“When we help people in community express their gifts, we are building the heart of democracy. That is a wonderful understanding of this work. [ABCD] is not just about communities being productive. It is about democracy.” John McKnight
I have been blogging through John McKnight and Peter Block’s book, “The Abundant Community” and sharing their challenging assessment of our country as one of “consumers” not “citizens.” As I listened to McKnight at the ABCD Festival in the UK, I realized more deeply than I had previously that ABCD is a social movement. It is a movement to revive democracy.
I grew up in a small town in central Texas in the 1980’s. I was taught that the United States was a democracy. I made this claim to my well-educated 21 year old daughter while we were in the UK and she said, “Mom, everyone knows that the United States is a Republic not a Democracy.”
I confess, I had no idea what the distinction was. So, I googled it and found this helpful clarification.
“Frequently, politicians, and many ordinary Americans, refer to the United States as a democracy. Others find this aggravating because, unlike in a democracy where citizens vote directly on laws, in the United States, elected representatives do – and, therefore, the U.S. is a republic.”
“The United States is, indeed, a republic, not a democracy. Accurately defined, a democracy is a form of government in which the people decide policy matters directly–through town hall meetings or by voting on ballot initiatives and referendums. A republic, on the other hand, is a system in which the people choose representatives who, in turn, make policy decisions on their behalf.”
In our own country, few people would claim they believe their desires for our country are truly “represented” by their representatives. Thus the following observation by Cormac Russell deeply resonated with me:
“The schism is between citizens and the governments that represent them.” Cormac Russell.
While in the UK I learned a new word, “Gapper.” Gappers are those who stand between institutions and the community with the goal of holding institutions back and creating spaces for democracy to take root.
In the UK most “gappers” I met actually work for governmental institutions. This is obviously a difficult position to be in. These individuals are trying to hold back their employers. Gappers literally stand in the “gap” between the government and the citizens they are seeking to serve, holding back the government and empowering ordinary citizens to strengthen their own communities and thus reducing the dependence on the institution. As you can imagine, this is a tough job.
Prior to my time in the UK, I would never have thought of myself as a gapper. But I realized that it is a pretty good description of the work that Embrace Richmond does. Instead of standing in the gap between citizens and governments, we are in the gap between the church and a neighborhood. While this gap often feels huge to me, it is nothing compared to the gaps that my friends in the UK are trying to stand in.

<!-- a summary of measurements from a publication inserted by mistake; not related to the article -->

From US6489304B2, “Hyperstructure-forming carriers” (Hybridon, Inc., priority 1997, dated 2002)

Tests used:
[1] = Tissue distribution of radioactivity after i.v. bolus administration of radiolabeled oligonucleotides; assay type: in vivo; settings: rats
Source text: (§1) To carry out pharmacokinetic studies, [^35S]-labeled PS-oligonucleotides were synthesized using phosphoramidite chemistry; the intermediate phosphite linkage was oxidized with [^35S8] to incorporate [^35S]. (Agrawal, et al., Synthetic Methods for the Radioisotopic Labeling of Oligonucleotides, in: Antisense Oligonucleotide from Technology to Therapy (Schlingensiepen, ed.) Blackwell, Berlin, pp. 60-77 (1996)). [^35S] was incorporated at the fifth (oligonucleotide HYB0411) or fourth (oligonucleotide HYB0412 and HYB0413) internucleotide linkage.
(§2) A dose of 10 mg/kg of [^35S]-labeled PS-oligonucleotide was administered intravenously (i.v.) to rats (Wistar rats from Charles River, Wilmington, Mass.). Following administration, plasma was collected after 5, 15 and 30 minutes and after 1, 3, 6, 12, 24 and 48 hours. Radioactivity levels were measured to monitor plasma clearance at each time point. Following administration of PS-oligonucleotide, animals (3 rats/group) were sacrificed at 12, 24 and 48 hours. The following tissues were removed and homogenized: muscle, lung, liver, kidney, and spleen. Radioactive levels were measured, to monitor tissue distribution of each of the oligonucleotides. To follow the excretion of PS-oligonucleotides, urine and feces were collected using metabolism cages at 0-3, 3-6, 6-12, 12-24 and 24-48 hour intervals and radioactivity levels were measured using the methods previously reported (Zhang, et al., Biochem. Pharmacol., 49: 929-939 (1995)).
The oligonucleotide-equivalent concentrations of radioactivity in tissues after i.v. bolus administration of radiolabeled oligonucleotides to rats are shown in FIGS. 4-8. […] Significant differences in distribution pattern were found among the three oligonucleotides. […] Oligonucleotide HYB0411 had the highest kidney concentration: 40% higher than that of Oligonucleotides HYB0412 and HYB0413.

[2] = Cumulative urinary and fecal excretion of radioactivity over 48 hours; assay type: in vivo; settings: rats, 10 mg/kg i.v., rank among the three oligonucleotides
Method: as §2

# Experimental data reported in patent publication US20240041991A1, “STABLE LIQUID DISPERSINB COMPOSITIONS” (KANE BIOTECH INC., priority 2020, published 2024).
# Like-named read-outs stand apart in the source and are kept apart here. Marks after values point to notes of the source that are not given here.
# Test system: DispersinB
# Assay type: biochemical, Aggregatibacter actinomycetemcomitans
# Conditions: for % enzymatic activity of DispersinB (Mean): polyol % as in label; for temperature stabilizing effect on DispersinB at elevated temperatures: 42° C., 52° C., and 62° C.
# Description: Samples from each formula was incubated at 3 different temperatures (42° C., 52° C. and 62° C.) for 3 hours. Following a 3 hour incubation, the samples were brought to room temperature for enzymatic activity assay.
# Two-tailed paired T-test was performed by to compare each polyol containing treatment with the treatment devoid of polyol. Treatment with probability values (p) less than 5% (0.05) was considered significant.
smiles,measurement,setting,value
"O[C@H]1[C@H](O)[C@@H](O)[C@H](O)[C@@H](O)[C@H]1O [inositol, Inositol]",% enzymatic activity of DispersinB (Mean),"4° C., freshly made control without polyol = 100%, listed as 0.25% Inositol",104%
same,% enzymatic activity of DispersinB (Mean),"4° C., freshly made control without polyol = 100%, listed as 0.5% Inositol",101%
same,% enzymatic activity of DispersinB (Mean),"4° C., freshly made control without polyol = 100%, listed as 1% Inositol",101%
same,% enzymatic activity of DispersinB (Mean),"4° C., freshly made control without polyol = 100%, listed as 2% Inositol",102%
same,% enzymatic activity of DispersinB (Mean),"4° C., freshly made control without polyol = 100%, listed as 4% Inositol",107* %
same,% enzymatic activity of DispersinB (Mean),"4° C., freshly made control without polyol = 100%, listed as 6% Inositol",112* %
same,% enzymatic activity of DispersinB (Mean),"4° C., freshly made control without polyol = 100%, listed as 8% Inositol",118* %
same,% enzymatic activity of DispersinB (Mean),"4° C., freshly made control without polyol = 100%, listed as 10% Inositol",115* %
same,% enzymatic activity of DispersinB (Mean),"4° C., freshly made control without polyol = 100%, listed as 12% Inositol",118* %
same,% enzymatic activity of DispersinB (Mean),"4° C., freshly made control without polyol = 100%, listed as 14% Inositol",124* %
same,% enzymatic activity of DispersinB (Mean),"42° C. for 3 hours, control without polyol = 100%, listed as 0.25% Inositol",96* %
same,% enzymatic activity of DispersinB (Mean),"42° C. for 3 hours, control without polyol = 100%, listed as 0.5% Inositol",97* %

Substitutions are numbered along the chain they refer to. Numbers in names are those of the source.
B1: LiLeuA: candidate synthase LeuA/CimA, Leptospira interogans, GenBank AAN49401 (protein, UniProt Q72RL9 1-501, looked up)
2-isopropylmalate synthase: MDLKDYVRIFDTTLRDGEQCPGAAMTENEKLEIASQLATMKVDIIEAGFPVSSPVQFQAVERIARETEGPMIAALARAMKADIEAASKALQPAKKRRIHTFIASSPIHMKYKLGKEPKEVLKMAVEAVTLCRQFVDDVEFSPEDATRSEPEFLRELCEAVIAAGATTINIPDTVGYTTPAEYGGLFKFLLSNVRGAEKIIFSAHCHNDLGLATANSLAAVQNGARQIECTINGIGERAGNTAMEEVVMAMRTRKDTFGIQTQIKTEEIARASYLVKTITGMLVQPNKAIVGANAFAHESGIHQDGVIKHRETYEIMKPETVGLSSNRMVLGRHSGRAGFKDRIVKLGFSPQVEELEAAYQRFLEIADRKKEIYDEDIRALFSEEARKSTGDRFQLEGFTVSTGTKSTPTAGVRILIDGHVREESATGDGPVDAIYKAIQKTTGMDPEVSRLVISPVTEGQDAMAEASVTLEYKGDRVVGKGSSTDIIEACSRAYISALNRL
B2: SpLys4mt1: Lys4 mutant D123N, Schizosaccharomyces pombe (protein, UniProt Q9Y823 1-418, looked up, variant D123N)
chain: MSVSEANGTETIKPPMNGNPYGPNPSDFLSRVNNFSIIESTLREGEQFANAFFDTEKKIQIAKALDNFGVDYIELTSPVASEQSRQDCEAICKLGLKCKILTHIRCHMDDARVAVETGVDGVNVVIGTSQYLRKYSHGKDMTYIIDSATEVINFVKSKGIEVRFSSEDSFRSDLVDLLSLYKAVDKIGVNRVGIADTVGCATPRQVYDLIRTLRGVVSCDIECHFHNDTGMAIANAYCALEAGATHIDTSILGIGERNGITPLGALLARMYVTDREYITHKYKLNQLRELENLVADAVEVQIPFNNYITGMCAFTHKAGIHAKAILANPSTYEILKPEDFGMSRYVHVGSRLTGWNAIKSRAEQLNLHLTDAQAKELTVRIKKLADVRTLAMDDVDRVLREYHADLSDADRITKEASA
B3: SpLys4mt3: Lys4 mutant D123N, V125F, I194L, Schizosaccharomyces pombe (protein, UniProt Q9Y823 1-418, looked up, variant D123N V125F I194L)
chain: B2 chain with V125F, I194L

I came away from the ABCD festival feeling rather blessed to have the opportunity to work with institutions that are grounded in faith and that organized for community. I am very blessed!
“When ABCD is done well it is inherently political and uncomfortable.” Shawn Samuels
While in the UK, I also realized that ABCD, when fully embraced, is inherently political. This privilege of releasing the gifts and building associations of citizens carries a tremendous level of responsibility. As John McKnight said, it is not primarily about the productivity of a community, it is about democracy.
I returned home this week to launch five previously planned Dream Catcher Listening Projects in five different neighborhoods. There are between four and six high school age youth in each of these initiatives. I now more fully understand that their job this summer is not simply to discover their neighborhood assets, it is to revive the heart of democracy.
By the end of the summer, I hope they demand, “Nothing about us without us,” from all the institutions (schools, government agencies, non-profits, churches, etc.) that claim to be working for their good.
I pray that they recognize that communities have a job to do that institutions cannot do. Their job is to create and release an abundance of intangible assets such as friendships, acceptance, belonging, dignity, creativity, optimism, hope and authentic caring. These are things that no institution can pay employees to create. Only citizens working together can foster a healthy community.
I invite you all to follow the stories of these young political activists. They will be practicing their right of free expression by unlocking the gifts of their neighbors. They will be utilizing their right of freedom of assembly to build associations that will change their community. Their stories will be collected on the Embrace Richmond website and will be shared on the Embrace Richmond Facebook page. So “like us” and follow their journey.
I would love to hear your stories of how democracy is being revived in your community. John McKnight shared this question that I now submit to you,
“Can you tell us what people have done here together to make things better?”” John McKnight